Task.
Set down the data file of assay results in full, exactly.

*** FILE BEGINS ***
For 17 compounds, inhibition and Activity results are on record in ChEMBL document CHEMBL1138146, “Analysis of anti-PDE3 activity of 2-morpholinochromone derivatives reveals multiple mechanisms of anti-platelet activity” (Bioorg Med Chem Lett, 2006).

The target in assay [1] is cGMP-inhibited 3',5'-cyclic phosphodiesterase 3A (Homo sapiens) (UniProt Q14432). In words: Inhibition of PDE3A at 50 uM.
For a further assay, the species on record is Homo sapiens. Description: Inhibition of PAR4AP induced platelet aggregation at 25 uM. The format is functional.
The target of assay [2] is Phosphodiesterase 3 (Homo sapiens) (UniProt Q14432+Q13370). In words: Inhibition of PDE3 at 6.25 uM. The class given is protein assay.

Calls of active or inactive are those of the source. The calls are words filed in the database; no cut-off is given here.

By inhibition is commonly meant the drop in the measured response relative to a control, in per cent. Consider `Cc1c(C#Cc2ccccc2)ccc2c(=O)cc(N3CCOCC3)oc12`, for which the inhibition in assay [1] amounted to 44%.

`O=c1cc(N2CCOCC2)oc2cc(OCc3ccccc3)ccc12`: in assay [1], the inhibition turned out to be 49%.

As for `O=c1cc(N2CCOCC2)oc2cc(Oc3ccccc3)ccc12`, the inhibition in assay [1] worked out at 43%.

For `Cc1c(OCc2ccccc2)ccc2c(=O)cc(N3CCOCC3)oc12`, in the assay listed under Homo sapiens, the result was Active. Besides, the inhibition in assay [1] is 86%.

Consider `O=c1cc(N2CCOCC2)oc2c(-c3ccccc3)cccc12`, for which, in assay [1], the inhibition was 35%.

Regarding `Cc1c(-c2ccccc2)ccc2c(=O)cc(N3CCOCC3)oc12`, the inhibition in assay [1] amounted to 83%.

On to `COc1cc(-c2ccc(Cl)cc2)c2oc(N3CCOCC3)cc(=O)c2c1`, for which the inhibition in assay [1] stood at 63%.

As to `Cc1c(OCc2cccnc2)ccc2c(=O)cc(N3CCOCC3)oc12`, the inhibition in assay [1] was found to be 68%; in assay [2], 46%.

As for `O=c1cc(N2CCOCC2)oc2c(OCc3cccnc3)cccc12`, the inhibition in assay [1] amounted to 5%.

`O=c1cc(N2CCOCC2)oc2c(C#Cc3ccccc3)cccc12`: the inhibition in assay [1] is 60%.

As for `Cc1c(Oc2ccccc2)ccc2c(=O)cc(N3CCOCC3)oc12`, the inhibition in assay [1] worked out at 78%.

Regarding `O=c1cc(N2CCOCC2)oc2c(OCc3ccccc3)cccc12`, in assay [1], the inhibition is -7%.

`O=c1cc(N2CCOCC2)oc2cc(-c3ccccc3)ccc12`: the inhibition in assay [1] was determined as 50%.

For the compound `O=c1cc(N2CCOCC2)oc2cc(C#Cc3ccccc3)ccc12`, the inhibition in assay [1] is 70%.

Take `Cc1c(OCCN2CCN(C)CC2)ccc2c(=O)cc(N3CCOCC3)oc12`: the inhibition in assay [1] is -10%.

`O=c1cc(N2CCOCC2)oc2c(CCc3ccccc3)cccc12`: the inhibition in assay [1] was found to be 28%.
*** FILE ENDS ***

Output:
For 17 compounds, inhibition and Activity results are on record in ChEMBL document CHEMBL1138146, “Analysis of anti-PDE3 activity of 2-morpholinochromone derivatives reveals multiple mechanisms of anti-platelet activity” (Bioorg Med Chem Lett, 2006).

The target in assay [1] is cGMP-inhibited 3',5'-cyclic phosphodiesterase 3A (Homo sapiens) (UniProt Q14432). In words: Inhibition of PDE3A at 50 uM.
For a further assay, the species on record is Homo sapiens. Description: Inhibition of PAR4AP induced platelet aggregation at 25 uM. The format is functional.
The target of assay [2] is Phosphodiesterase 3 (Homo sapiens) (UniProt Q14432+Q13370). In words: Inhibition of PDE3 at 6.25 uM. The class given is protein assay.

Calls of active or inactive are those of the source. The calls are words filed in the database; no cut-off is given here.

By inhibition is commonly meant the drop in the measured response relative to a control, in per cent. Consider `Cc1c(C#Cc2ccccc2)ccc2c(=O)cc(N3CCOCC3)oc12`, for which the inhibition in assay [1] amounted to 44%.

`O=c1cc(N2CCOCC2)oc2cc(OCc3ccccc3)ccc12`: in assay [1], the inhibition turned out to be 49%.

As for `O=c1cc(N2CCOCC2)oc2cc(Oc3ccccc3)ccc12`, the inhibition in assay [1] worked out at 43%.

For `Cc1c(OCc2ccccc2)ccc2c(=O)cc(N3CCOCC3)oc12`, in the assay listed under Homo sapiens, the result was Active. Besides, the inhibition in assay [1] is 86%.

Consider `O=c1cc(N2CCOCC2)oc2c(-c3ccccc3)cccc12`, for which, in assay [1], the inhibition was 35%.

Regarding `Cc1c(-c2ccccc2)ccc2c(=O)cc(N3CCOCC3)oc12`, the inhibition in assay [1] amounted to 83%.

On to `COc1cc(-c2ccc(Cl)cc2)c2oc(N3CCOCC3)cc(=O)c2c1`, for which the inhibition in assay [1] stood at 63%.

As to `Cc1c(OCc2cccnc2)ccc2c(=O)cc(N3CCOCC3)oc12`, the inhibition in assay [1] was found to be 68%; in assay [2], 46%.

As for `O=c1cc(N2CCOCC2)oc2c(OCc3cccnc3)cccc12`, the inhibition in assay [1] amounted to 5%.

`O=c1cc(N2CCOCC2)oc2c(C#Cc3ccccc3)cccc12`: the inhibition in assay [1] is 60%.

As for `Cc1c(Oc2ccccc2)ccc2c(=O)cc(N3CCOCC3)oc12`, the inhibition in assay [1] worked out at 78%.

Regarding `O=c1cc(N2CCOCC2)oc2c(OCc3ccccc3)cccc12`, in assay [1], the inhibition is -7%.

`O=c1cc(N2CCOCC2)oc2cc(-c3ccccc3)ccc12`: the inhibition in assay [1] was determined as 50%.

For the compound `O=c1cc(N2CCOCC2)oc2cc(C#Cc3ccccc3)ccc12`, the inhibition in assay [1] is 70%.

Take `Cc1c(OCCN2CCN(C)CC2)ccc2c(=O)cc(N3CCOCC3)oc12`: the inhibition in assay [1] is -10%.

`O=c1cc(N2CCOCC2)oc2c(CCc3ccccc3)cccc12`: the inhibition in assay [1] was found to be 28%.